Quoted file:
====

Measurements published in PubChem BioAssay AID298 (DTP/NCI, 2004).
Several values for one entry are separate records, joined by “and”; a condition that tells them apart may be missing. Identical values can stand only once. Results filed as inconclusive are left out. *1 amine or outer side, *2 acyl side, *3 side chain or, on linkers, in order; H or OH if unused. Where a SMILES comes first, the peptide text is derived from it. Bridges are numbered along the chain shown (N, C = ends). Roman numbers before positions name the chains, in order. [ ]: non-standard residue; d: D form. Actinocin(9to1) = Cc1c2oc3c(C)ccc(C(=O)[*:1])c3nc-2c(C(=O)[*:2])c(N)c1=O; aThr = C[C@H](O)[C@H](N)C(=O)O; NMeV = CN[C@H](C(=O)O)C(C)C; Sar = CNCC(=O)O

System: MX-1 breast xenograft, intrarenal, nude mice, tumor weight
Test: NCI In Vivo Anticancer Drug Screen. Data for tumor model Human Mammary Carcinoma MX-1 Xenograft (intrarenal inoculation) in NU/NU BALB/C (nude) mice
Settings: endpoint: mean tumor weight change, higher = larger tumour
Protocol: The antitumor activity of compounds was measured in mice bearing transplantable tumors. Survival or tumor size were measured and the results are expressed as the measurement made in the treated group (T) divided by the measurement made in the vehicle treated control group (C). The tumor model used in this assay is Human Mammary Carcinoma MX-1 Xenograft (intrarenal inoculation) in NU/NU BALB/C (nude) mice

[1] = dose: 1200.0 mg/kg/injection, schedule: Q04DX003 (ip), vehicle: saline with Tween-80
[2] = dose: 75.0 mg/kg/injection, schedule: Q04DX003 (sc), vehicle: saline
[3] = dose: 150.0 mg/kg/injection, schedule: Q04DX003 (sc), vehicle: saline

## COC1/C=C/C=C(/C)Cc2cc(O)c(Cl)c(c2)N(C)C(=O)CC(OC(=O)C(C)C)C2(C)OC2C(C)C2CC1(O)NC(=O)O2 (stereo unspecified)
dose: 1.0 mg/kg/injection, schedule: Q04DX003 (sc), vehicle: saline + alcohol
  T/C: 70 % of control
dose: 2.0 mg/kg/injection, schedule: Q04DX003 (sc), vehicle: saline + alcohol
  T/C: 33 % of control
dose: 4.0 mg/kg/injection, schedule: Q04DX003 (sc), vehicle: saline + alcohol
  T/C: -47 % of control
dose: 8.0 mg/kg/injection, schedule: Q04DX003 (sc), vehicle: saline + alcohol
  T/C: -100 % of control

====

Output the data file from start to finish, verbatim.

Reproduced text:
Measurements published in PubChem BioAssay AID298 (DTP/NCI, 2004).
Several values for one entry are separate records, joined by “and”; a condition that tells them apart may be missing. Identical values can stand only once. Results filed as inconclusive are left out. *1 amine or outer side, *2 acyl side, *3 side chain or, on linkers, in order; H or OH if unused. Where a SMILES comes first, the peptide text is derived from it. Bridges are numbered along the chain shown (N, C = ends). Roman numbers before positions name the chains, in order. [ ]: non-standard residue; d: D form. Actinocin(9to1) = Cc1c2oc3c(C)ccc(C(=O)[*:1])c3nc-2c(C(=O)[*:2])c(N)c1=O; aThr = C[C@H](O)[C@H](N)C(=O)O; NMeV = CN[C@H](C(=O)O)C(C)C; Sar = CNCC(=O)O

System: MX-1 breast xenograft, intrarenal, nude mice, tumor weight
Test: NCI In Vivo Anticancer Drug Screen. Data for tumor model Human Mammary Carcinoma MX-1 Xenograft (intrarenal inoculation) in NU/NU BALB/C (nude) mice
Settings: endpoint: mean tumor weight change, higher = larger tumour
Protocol: The antitumor activity of compounds was measured in mice bearing transplantable tumors. Survival or tumor size were measured and the results are expressed as the measurement made in the treated group (T) divided by the measurement made in the vehicle treated control group (C). The tumor model used in this assay is Human Mammary Carcinoma MX-1 Xenograft (intrarenal inoculation) in NU/NU BALB/C (nude) mice

[1] = dose: 1200.0 mg/kg/injection, schedule: Q04DX003 (ip), vehicle: saline with Tween-80
[2] = dose: 75.0 mg/kg/injection, schedule: Q04DX003 (sc), vehicle: saline
[3] = dose: 150.0 mg/kg/injection, schedule: Q04DX003 (sc), vehicle: saline

## COC1/C=C/C=C(/C)Cc2cc(O)c(Cl)c(c2)N(C)C(=O)CC(OC(=O)C(C)C)C2(C)OC2C(C)C2CC1(O)NC(=O)O2 (stereo unspecified)
dose: 1.0 mg/kg/injection, schedule: Q04DX003 (sc), vehicle: saline + alcohol
  T/C: 70 % of control
dose: 2.0 mg/kg/injection, schedule: Q04DX003 (sc), vehicle: saline + alcohol
  T/C: 33 % of control
dose: 4.0 mg/kg/injection, schedule: Q04DX003 (sc), vehicle: saline + alcohol
  T/C: -47 % of control
dose: 8.0 mg/kg/injection, schedule: Q04DX003 (sc), vehicle: saline + alcohol
  T/C: -100 % of control